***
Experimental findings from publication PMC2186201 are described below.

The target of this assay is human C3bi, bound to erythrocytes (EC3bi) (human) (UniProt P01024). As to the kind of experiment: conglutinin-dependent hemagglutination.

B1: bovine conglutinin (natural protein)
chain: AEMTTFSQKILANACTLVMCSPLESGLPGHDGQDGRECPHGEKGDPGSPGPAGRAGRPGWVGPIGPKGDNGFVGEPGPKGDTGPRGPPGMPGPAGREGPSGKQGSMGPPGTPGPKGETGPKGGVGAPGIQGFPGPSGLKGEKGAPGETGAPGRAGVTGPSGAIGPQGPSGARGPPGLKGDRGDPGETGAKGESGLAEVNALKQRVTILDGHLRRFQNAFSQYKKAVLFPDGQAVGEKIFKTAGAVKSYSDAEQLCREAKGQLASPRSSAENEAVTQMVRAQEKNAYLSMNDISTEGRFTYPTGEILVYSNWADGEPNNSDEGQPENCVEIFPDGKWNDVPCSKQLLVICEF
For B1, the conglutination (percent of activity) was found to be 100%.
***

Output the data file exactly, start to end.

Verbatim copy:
Experimental findings from publication PMC2186201 are described below.

The target of this assay is human C3bi, bound to erythrocytes (EC3bi) (human) (UniProt P01024). As to the kind of experiment: conglutinin-dependent hemagglutination.

B1: bovine conglutinin (natural protein)
chain: AEMTTFSQKILANACTLVMCSPLESGLPGHDGQDGRECPHGEKGDPGSPGPAGRAGRPGWVGPIGPKGDNGFVGEPGPKGDTGPRGPPGMPGPAGREGPSGKQGSMGPPGTPGPKGETGPKGGVGAPGIQGFPGPSGLKGEKGAPGETGAPGRAGVTGPSGAIGPQGPSGARGPPGLKGDRGDPGETGAKGESGLAEVNALKQRVTILDGHLRRFQNAFSQYKKAVLFPDGQAVGEKIFKTAGAVKSYSDAEQLCREAKGQLASPRSSAENEAVTQMVRAQEKNAYLSMNDISTEGRFTYPTGEILVYSNWADGEPNNSDEGQPENCVEIFPDGKWNDVPCSKQLLVICEF
For B1, the conglutination (percent of activity) was found to be 100%.